Welcome to my blog wich opens up my studio. Check out my projects, inspiration and sketchbook. I hope you enjoy... Sarah

Joseph Albers

At St Martins School of Art we spent pretty much the whole of the first year studying colour, some of the best learning was achieved by studying the work of Joseph Albers and his acclaimed Interaction Of Colour theory so I wish to credit him here and my tutor Garth Lewis too for bringing this wonderful world of colour theory and interaction to my world.


I salute Mr Albers as a colour guru and inspirational artist. My continuation of this study is to

Welcome to the projects blog…

Over on my website there are project pages for work I have already completed.

Here on the blog I shall open up the commissions I’m currently working on and share how it progresses, giving insights to the practical and emotional ups and downs of bringing all varied aspects of a project together.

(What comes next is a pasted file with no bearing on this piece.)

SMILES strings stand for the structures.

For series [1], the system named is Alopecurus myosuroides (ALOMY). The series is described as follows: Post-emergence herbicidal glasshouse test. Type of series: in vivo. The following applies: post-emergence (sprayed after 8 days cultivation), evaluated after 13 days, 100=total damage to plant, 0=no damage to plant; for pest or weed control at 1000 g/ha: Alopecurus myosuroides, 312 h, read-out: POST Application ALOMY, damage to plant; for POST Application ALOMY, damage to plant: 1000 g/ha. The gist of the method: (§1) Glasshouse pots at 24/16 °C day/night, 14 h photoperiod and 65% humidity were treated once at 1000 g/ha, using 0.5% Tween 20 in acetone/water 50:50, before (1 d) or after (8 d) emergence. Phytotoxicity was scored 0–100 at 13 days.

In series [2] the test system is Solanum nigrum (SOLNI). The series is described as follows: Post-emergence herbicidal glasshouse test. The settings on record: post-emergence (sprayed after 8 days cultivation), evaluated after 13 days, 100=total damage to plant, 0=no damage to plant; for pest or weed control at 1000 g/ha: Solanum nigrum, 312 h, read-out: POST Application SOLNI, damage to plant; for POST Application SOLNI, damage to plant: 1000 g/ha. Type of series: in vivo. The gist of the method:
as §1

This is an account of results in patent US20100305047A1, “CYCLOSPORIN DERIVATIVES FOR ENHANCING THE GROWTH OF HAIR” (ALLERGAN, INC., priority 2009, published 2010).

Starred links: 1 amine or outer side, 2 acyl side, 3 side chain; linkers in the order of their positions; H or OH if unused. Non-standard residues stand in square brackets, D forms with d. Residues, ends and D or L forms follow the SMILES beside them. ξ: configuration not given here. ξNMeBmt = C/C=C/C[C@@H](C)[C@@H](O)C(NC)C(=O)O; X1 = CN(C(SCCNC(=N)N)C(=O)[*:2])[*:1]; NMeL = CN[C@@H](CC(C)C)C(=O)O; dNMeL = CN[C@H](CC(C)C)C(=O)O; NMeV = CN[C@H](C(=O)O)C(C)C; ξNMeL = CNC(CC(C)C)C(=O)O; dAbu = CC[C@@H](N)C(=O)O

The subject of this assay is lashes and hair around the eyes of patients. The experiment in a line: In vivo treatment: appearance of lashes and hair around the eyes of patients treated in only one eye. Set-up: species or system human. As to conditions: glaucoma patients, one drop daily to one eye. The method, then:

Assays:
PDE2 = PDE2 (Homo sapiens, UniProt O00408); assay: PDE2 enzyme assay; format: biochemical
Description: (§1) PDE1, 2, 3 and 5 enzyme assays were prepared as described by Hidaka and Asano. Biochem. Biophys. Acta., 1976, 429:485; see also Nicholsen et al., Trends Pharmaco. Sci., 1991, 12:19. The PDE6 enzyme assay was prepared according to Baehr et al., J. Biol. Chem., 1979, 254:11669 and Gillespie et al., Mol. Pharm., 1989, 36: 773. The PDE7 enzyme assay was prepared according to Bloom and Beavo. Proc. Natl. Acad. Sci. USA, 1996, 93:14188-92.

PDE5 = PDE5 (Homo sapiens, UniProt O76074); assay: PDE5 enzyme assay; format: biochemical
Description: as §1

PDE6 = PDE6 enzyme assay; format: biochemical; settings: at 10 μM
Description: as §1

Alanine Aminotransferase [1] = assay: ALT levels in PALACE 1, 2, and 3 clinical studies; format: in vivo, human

It’s not all colouring in you know, driving a van full of products is all part of the job!

Mission control!

It has become more and more of my work to be in front of a screen and as a necessity (well that’s how I swung it with my accountant) I have dug deep and have the largest imac available - I adore it - designing in more detail is so much easier, also I confess to having become a complete Apple disciple and a screen junkie. Here’s what I use them for:

  • Desk top i-mac - main design studio screen
  • Desk top

Welcome to the sketchbook blog…

The heart of any design is my sketchbook and ideas that knit together as they develop and emerge.

Many a disaster in a sketchbook leads to a better final out come but it’s the private place where creativity and my insular exploration can occur.

One of my favourite tips from a tutor back on my Art Foundation Course was to avoid the terror of the blank white page by painting/scratching/covering/tearing/folding/creasing or what ever you wanting the first few pages to get into the swing of being

The quest for the perfect sketchbook

First world problem I know but eek it took me a lot of time and frustration to go through the many variables here’s a potted history of my journey:

  1. A4 landscape, white cartridge hardback came first regulation standard at college - successful but always felt a bit boring
  2. A4 handmade sketchbook from torn up and painted birthday cards - fab but more of an art work than a practical tool
  3. Back to hardback A4 but tried

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